Skip to main contentCambridge University Reporter

No 6231

Wednesday 13 July 2011

Vol cxli No 35

pp. 977–1044

Notices by the General Board

University-wide statement on plagiarism: Notice

6 July 2011

The General Board has amended its statement on plagiarism (Statutes and Ordinances, p. 199) to clarify that plagiarism may occur irrespective of intent to deceive, and that sanctions include deprivation of a degree. The revised statement is set out below.

University-wide statement on plagiarism

The General Board, with the agreement of the Board of Examinations and the Board of Graduate Studies, has issued this guidance for the information of candidates, Examiners, and Supervisors. It may be supplemented by course-specific guidance from Faculties and Departments.

Plagiarism is defined as submitting as one’s own work, irrespective of intent to deceive, that which derives in part or in its entirety from the work of others without due acknowledgement. It is both poor scholarship and a breach of academic integrity.

Examples of plagiarism include copying (using another person’s language and/or ideas as if they are a candidate’s own), by:

quoting verbatim another person’s work without due acknowledgement of the source;

paraphrasing another person’s work by changing some of the words, or the order of the words, without due acknowledgement of the source;

using ideas taken from someone else without reference to the originator;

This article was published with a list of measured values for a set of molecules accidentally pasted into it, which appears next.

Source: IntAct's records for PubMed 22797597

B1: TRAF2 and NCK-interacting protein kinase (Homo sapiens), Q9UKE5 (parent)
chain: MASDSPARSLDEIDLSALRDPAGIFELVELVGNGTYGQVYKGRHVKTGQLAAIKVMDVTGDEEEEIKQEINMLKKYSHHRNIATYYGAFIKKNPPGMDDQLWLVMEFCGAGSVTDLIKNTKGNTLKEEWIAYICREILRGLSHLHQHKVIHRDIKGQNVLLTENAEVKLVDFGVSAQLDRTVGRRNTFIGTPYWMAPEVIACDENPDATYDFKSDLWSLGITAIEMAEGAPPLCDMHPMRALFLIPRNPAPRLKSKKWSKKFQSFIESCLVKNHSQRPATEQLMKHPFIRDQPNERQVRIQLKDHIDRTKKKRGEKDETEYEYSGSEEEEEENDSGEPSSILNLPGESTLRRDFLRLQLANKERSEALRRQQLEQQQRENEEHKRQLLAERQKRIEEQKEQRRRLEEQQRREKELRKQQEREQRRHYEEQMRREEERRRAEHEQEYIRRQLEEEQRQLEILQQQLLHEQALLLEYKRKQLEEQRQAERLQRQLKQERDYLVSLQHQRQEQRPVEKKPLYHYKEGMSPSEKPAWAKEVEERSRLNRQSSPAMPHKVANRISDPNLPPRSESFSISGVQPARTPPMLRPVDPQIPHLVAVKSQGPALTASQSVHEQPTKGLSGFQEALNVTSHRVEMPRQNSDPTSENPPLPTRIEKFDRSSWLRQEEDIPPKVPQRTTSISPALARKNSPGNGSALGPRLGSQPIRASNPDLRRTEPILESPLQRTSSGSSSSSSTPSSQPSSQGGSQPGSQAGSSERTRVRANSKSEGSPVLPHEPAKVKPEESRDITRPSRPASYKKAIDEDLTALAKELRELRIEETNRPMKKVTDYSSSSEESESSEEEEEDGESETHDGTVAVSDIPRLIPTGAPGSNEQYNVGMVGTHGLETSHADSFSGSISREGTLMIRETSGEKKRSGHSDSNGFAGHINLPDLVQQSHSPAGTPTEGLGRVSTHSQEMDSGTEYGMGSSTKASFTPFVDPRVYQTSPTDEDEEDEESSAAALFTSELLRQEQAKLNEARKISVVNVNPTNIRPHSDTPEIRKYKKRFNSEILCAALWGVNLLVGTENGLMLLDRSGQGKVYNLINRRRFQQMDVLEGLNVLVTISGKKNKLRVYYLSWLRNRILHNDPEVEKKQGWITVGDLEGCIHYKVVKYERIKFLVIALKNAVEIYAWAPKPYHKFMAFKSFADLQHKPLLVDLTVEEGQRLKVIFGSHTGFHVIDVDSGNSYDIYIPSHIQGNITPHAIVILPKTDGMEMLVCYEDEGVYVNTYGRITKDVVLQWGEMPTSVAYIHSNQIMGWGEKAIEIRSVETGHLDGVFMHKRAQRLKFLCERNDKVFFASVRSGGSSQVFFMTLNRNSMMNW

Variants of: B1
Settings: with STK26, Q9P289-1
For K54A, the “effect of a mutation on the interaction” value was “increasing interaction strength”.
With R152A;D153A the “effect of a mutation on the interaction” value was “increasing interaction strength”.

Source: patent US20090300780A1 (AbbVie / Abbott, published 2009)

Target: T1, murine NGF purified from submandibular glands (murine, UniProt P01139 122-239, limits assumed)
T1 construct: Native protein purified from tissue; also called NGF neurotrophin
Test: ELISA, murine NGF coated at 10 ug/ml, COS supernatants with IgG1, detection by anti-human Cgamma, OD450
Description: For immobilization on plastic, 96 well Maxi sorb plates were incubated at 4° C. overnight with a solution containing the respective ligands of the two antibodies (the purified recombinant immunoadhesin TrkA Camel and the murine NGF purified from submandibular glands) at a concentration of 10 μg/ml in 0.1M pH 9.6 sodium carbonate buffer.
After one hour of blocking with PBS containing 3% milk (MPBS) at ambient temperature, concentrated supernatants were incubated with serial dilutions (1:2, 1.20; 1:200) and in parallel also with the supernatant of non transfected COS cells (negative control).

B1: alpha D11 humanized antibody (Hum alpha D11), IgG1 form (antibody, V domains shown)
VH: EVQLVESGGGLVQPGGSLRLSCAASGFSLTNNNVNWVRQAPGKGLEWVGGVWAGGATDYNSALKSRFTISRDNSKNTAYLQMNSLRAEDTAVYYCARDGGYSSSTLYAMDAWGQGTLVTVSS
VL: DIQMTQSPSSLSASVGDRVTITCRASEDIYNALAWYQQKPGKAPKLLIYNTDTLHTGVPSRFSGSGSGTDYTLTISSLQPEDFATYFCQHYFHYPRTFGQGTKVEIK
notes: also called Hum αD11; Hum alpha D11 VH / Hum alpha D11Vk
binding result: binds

cutting and pasting from the Internet to make a pastiche of online sources;

submitting someone else’s work as part of a candidate’s own without identifying clearly who did the work. For example, buying or commissioning work via professional agencies such as ‘essay banks’ or ‘paper mills’, or not attributing research contributed by others to a joint project.

Plagiarism might also arise from colluding with another person, including another candidate, other than as permitted for joint project work (i.e. where collaboration is concealed or has been forbidden). A candidate should include a general acknowledgement where he or she has received substantial help, for example with the language and style of a piece of written work.

Plagiarism can occur in respect to all types of sources and media:

text, illustrations, musical quotations, mathematical derivations, computer code, etc;

material downloaded from websites or drawn from manuscripts or other media;

published and unpublished material, including lecture handouts and other students’ work.

Acceptable means of acknowledging the work of others (by referencing, in footnotes, or otherwise) vary according to the subject matter and mode of assessment. Faculties or Departments should issue written guidance on the relevant scholarly conventions for submitted work, and also make it clear to candidates what level of acknowledgement might be expected in written examinations. Candidates are required to familiarize themselves with this guidance, to follow it in all work submitted for assessment, and may be required to sign a declaration to that effect. If a candidate has any outstanding queries, clarification should be sought from her or his Director of Studies, Course Director or Supervisor as appropriate.

Failure to conform to the expected standards of scholarship (e.g. by not referencing sources) in examinations may affect the mark given to the candidate’s work. In addition, suspected cases of the use of unfair means (of which plagiarism is one form) will be investigated and may be brought to one of the University’s Courts. The Courts have wide powers to discipline those found guilty of using unfair means in an examination, including depriving such persons of membership of the University, and deprivation of a degree.